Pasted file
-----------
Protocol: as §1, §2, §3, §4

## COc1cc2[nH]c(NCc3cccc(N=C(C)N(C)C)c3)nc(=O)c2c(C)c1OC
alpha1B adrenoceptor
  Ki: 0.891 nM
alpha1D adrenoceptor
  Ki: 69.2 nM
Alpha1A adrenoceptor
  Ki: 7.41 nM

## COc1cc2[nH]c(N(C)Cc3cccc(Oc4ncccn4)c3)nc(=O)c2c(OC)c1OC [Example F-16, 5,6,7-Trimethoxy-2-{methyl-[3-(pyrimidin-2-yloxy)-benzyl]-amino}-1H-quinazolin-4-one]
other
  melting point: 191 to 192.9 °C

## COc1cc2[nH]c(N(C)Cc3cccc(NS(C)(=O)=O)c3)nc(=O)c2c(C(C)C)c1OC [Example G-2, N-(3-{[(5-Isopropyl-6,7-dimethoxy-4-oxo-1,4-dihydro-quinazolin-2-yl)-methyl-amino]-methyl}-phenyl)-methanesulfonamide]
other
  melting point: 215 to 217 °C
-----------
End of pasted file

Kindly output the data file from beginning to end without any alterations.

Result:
Protocol: as §1, §2, §3, §4

## COc1cc2[nH]c(NCc3cccc(N=C(C)N(C)C)c3)nc(=O)c2c(C)c1OC
alpha1B adrenoceptor
  Ki: 0.891 nM
alpha1D adrenoceptor
  Ki: 69.2 nM
Alpha1A adrenoceptor
  Ki: 7.41 nM

## COc1cc2[nH]c(N(C)Cc3cccc(Oc4ncccn4)c3)nc(=O)c2c(OC)c1OC [Example F-16, 5,6,7-Trimethoxy-2-{methyl-[3-(pyrimidin-2-yloxy)-benzyl]-amino}-1H-quinazolin-4-one]
other
  melting point: 191 to 192.9 °C

## COc1cc2[nH]c(N(C)Cc3cccc(NS(C)(=O)=O)c3)nc(=O)c2c(C(C)C)c1OC [Example G-2, N-(3-{[(5-Isopropyl-6,7-dimethoxy-4-oxo-1,4-dihydro-quinazolin-2-yl)-methyl-amino]-methyl}-phenyl)-methanesulfonamide]
other
  melting point: 215 to 217 °C